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My Dad located & private-purchased an FN M1910 (I believe the 1922 was just a somewhat "extended" version of the 1910) upon his arrival in Eurpoe in 1943 . . . He said it provided great comfort when he wasn't able to have his carbine in his mitts!

Funny sequel: I wasn't born until the mid 50s, and developed a serious interest in handguns when I was just a lad (grew up hunting & rifle shooting with Dad). I never even knew he had the old M1910 until I happened to be walking by one day as he was going through an old footlocker, looking for some type of paperwork. I had read everything I could get my hands on, though.

I spied the old FN, and commented that I never knew he had a pistol! He wryly replied "For all the good it is." I asked what he meant, and he said, "It's chambered for some strange European cartridge . . . see? 7.65 . . . . When WWII ended, and I was getting ready to head back to the States, I registered the pistol with the Army, and was told I could bring it back, but NO AMMUNITION. The Army didn't want a bunch of young, happy, overexcited guys with loaded guns aboard the ship. I dumped all my ammo into the river, so this might make a good paperweight."

I laughed, and asked if he wanted to head to the local hardware store and get a box of ammo. He was flabbergasted to learn his "paperweight" could fire the readily available .32 ACP. He was even more flabbergasted that I knew that (and he didn't).

My thoughts: Boy, wasn't it nice when the government trusted its troops enough to permit them to obtain and return with privately purchased defensive arms?
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Old January 21, 2005, 08:09 PM   #8
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I'm trying now to find out when mine was made, it's serial number 46,5XX. These guns are cool as heck and smaller than most people expect. They're kind of like an upscaled pocket pistol of extremely high quality. It's no wonder that they were so popular back then.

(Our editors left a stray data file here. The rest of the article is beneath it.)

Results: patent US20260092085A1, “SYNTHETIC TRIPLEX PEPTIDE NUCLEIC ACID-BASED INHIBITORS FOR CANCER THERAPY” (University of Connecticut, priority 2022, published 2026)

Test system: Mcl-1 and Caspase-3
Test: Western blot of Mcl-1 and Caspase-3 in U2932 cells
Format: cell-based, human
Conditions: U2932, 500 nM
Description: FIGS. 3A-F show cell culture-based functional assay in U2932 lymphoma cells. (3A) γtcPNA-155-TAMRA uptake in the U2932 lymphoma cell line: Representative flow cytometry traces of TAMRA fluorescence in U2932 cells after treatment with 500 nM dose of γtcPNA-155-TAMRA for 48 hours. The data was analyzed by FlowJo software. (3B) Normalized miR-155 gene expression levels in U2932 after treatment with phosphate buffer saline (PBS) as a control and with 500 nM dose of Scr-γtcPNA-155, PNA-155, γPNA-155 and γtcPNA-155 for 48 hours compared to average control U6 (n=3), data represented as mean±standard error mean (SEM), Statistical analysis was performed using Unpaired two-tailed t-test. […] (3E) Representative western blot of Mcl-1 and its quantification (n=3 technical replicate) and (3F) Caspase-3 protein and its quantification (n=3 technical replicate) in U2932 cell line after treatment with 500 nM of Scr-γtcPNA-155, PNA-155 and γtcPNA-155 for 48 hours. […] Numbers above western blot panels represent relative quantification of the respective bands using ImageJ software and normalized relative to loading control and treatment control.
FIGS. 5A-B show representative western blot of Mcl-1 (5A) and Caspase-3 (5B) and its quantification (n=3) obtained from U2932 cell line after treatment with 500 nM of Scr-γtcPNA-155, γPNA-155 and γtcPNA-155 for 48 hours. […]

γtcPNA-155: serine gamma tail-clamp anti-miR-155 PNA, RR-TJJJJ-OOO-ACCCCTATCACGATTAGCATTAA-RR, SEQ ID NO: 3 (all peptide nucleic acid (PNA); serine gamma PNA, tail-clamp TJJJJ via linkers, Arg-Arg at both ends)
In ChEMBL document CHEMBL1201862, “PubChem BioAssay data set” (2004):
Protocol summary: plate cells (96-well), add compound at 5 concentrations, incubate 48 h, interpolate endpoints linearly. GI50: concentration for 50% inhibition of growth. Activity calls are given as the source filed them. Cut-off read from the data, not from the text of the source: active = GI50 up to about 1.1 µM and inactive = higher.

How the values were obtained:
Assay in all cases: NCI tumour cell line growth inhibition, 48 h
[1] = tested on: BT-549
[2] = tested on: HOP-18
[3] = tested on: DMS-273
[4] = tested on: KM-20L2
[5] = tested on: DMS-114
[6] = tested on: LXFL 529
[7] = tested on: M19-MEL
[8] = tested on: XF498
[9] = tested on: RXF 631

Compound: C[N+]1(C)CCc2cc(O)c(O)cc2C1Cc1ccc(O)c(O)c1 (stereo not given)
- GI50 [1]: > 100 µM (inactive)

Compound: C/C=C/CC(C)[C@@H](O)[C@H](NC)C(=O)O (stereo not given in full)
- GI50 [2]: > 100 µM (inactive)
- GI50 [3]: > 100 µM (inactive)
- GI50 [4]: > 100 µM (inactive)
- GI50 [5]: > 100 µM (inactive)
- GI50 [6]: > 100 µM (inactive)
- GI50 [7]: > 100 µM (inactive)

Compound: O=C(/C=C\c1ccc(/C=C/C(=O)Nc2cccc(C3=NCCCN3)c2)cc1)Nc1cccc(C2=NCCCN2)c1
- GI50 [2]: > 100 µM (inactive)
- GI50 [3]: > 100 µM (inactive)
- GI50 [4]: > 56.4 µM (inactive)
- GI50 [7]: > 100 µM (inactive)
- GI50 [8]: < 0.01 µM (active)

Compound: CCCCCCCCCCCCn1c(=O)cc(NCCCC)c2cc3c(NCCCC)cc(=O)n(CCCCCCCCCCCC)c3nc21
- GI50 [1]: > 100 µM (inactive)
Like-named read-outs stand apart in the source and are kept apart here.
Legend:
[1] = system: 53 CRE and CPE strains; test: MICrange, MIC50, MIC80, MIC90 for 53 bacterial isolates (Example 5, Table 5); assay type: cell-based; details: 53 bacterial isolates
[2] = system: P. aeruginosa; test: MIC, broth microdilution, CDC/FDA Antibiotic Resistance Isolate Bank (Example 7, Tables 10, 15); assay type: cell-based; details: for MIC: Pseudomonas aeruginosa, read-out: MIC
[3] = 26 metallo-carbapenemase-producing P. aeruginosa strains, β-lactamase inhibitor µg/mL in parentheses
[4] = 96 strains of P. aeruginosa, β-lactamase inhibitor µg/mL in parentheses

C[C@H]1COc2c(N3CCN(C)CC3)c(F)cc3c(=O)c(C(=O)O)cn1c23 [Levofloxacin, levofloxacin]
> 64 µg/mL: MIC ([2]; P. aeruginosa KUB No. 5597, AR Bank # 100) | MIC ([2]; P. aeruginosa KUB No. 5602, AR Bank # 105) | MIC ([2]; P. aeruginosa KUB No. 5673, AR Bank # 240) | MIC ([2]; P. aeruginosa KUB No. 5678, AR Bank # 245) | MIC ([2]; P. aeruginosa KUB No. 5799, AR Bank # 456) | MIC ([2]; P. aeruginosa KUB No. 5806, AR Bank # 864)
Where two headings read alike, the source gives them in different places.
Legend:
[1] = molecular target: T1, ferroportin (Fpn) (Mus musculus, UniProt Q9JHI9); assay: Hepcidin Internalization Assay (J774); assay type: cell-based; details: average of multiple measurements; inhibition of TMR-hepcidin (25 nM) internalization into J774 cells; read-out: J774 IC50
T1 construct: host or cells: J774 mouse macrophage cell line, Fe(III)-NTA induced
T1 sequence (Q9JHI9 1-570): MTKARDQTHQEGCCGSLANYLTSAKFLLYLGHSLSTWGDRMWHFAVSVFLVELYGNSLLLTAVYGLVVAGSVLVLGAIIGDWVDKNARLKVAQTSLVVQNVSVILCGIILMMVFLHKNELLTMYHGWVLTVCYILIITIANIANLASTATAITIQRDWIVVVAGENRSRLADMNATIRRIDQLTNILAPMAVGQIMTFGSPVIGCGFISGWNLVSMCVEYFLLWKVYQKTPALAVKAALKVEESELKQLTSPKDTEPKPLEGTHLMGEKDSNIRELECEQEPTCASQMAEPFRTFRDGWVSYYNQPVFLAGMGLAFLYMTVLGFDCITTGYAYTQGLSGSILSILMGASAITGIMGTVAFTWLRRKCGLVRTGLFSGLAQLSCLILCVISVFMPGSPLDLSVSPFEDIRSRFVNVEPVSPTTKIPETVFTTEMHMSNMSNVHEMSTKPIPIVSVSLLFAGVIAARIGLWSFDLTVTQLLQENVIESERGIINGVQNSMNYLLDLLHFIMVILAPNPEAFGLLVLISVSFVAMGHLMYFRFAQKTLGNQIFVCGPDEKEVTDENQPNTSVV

I never understood why they didn't design the .32 version to hold more rounds than the .380 version. I hate my camera!! Here's a couple pics of mine:
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File Type: jpg FN-Browning M1922-2.jpg (99.1 KB, 509 views)
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Old January 21, 2005, 08:54 PM   #9
LDThornton
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FN (Browning Patent) .380 Model ID (PICS)

PsychoSword I sent you a reply. Your pistol looks exactly like mine. Mine has no nazi markings on it. Serial Number is 451XX. Mine was made shortly before yours. I knew the GI that carried this during WWII....he was a rough old bird and I figure he took it from a German soldier and was allowed to carry it. On the inside of the receiver it is stamped "ELG" inside of an oval, below the oval there is a small "*" also a crown above the oval, another small "*" above a small circle, a lion standing on it's hind legs and just below the lion it is stamped "P.V." Stamped also is "CAL 9m/m" so this is a .380 If you happen to figure out when yours was made let me know. Thanks for everyones help.
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Old January 21, 2005, 08:58 PM   #10